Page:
IncognitoBatman IncognitoBatman - 3 days ago 5
Python Question

Finding the average pH through files

My code is supposed to calculate and print the average pH for every fluid given the file variable name.

This is what I have so far, trying to separate the txt file into parts using

split()
.

I don't really know how to separate the function line by line to calculate each pH and print it separately.

Right now it prints nothing, since it most likely doesn't see a number in the first slot

Function

def average_ph(file_variable):

result = 0
line = file_variable.readline()
found = False
while line != "" and not found:
list = line.strip().split(",")
if list.isnum:
result += list
if line != "":
avg = result / 3
if not found:
result = None
print(avg)
return avg


Main

file_name = str(input("Enter a file name: "))
file_variable = open(file_name, "r", encoding="utf-8")


File - named: pH.txt

Lemon juice,2.4,2.0,2.2
Baking soda (1 Tbsp) in Water (1 cup),8.4,8.3,8.7
Orange juice,3.5,4.0,3.4
Battery acid,1.0,0.7,0.5
Apples,3.0,3.2,3.5

jez jez
Answer

Boy, where to start?

list = line.strip().split(",")
if list.isnum:

First, list is the name of a built-in type in Python, and while you can overshadow that by using it as a variable name, for the sake of not confusing yourself and everybody else, you really shouldn't:

lst = line.strip().split(",")
if lst.isnum:

OK, that's better. lst is an instance of the class that can now still be referred to as list. Now, your if lst.isnum: appears to be an attempt to test the output of a method of that instance. But in Python you can't call methods without typing the parentheses. Without parentheses, currently, your if statement is asking whether the pointer to the method itself is non-zero which, for methods that exist, is always going to be true...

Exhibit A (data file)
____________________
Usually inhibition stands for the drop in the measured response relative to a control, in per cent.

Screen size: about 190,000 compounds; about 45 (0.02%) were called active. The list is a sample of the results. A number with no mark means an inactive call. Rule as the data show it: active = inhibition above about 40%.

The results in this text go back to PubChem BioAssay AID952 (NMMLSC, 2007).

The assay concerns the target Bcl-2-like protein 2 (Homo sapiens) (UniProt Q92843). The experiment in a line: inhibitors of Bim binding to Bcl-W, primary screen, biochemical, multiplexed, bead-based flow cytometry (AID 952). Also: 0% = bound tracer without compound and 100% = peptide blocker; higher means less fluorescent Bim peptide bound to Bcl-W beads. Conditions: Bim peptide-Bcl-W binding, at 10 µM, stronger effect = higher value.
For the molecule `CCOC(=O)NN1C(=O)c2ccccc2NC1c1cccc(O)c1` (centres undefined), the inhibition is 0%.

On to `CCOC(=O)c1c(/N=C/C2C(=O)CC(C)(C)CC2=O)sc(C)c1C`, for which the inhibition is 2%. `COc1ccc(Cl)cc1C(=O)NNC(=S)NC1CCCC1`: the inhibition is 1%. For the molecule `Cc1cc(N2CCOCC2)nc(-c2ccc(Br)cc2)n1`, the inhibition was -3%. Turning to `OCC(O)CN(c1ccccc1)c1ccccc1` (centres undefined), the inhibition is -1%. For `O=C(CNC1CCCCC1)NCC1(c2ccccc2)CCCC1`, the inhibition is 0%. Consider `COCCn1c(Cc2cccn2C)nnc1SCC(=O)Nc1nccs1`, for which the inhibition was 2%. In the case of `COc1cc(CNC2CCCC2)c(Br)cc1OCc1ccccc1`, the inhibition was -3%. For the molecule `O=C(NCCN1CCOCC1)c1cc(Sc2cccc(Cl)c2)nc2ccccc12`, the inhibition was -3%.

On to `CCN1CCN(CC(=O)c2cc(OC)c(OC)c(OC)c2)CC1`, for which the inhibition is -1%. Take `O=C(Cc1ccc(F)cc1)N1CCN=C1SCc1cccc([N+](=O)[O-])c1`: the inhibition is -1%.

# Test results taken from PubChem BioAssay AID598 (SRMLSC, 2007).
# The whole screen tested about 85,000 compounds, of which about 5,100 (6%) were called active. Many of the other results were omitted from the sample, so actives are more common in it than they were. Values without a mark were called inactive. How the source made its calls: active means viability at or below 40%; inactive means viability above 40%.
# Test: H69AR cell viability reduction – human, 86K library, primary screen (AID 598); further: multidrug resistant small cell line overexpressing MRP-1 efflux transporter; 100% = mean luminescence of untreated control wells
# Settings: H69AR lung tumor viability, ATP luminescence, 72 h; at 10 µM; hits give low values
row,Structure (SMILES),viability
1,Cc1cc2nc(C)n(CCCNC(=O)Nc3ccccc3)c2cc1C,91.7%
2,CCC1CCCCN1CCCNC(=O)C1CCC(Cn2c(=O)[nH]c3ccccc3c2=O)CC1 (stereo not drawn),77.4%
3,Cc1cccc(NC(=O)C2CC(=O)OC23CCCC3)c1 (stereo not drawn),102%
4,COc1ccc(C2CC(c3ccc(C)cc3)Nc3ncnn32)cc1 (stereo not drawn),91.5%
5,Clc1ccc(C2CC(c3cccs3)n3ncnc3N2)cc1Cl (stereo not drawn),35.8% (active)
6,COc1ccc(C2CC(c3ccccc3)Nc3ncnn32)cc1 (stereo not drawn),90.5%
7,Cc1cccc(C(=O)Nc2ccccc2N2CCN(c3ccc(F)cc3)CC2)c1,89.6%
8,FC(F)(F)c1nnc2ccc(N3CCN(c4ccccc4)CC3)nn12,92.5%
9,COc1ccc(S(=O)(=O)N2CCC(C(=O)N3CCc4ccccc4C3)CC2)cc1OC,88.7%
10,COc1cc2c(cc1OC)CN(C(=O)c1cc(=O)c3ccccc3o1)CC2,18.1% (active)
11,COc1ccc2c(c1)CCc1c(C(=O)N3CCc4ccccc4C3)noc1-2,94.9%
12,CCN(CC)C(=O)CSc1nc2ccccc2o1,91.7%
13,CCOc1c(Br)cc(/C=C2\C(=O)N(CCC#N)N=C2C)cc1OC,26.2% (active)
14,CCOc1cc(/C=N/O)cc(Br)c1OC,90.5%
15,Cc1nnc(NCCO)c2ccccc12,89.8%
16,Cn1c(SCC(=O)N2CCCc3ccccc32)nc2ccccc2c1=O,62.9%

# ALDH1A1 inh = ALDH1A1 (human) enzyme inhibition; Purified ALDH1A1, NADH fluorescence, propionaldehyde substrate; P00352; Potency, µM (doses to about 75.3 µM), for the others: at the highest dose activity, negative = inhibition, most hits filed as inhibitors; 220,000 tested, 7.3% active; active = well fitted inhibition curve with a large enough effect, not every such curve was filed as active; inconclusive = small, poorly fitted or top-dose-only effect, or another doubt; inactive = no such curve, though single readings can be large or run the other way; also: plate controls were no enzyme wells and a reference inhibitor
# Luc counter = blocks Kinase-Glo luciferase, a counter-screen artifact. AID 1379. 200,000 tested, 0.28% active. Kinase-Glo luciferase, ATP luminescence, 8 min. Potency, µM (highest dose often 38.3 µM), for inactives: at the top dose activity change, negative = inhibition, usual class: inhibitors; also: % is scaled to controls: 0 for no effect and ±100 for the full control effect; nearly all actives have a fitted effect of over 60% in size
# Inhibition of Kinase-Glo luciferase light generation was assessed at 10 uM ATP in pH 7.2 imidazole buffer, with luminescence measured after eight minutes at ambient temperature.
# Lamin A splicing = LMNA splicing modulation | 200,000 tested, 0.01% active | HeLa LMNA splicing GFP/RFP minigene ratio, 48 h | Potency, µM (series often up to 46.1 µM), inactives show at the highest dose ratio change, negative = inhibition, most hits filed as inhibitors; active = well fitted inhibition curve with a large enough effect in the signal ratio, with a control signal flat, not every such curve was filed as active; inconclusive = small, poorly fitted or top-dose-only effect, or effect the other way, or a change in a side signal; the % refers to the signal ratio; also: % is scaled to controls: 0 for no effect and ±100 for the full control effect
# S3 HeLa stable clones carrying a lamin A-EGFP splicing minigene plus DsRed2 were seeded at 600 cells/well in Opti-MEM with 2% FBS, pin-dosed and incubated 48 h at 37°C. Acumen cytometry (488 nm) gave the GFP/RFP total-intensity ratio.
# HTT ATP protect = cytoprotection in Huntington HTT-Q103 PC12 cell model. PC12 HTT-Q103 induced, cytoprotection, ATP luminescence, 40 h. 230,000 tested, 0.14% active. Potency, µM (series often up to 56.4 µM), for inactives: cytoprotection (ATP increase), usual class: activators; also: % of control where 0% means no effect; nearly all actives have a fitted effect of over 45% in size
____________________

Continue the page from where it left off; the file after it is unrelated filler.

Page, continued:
lst = line.strip().split(",")
if lst.isnum():

OK, that's better. Except note that I said, "...for methods that exist". isnum is not a method of the list class so the code will just raise an exception here. You presumably mean the string method .isnumeric:

lst = line.strip().split(",")
if lst.isnumeric():

But of course this is still wrong. You want to test whether items in the list are numeric. Therefore, you need to call some function or method of each item, not of the list itself. Although strings have an isnumeric method, the list class (to which our lst variable belongs) does not. One elegant way around this is to use a "list comprehension":

lst = line.strip().split(",")
lst = [item for item in lst if item.isnumeric()]

But of course that doesn't actually convert the items from strings to numbers. Did you really think you could just add up a bunch of strings and divide by 3?

lst = line.strip().split(",")
lst = [float(item) for item in lst if item.isnumeric()]

OK, now we have a list of actual floating-point numbers that can be manipulated numerically. But we've thrown away the information about which substance we're measuring.

lst = line.strip().split(",")
substance = lst.pop(0)   # remove and store the first item in the list
lst = [float(item) for item in lst if item.isnumeric()]

I would then suggest that you somehow associate each pH value-list/average with its respective substance—otherwise that associative info is going to get lost/corrupted. There are neat ways of doing that with a dict, although currently you have a variable called found that is unused—suggesting that you may be intending to do something like:

if substance == the_particular_substance_we_are_currently_interested_in:
    found = True
    avg = ...

(Note: if you do this, do it inside the loop—you want to check each line to see if it's the target, after all.)

Now, as for your result += lst... Well, you initialized result to 0 so it's an integer, and lst as we know is a list. You can't add a list to an integer—it doesn't make sense. What you presumably want to do is sum the values in the list (and you won't even need result):

    avg = sum(lst) / len(lst)

Note that I'm dividing by whatever the length of lst is, rather than hard-coding the number 3 in there. Hardcoding assumptions like that is a really effective way to set hard-to-find traps for your future self, so let's avoid it.

Good luck.

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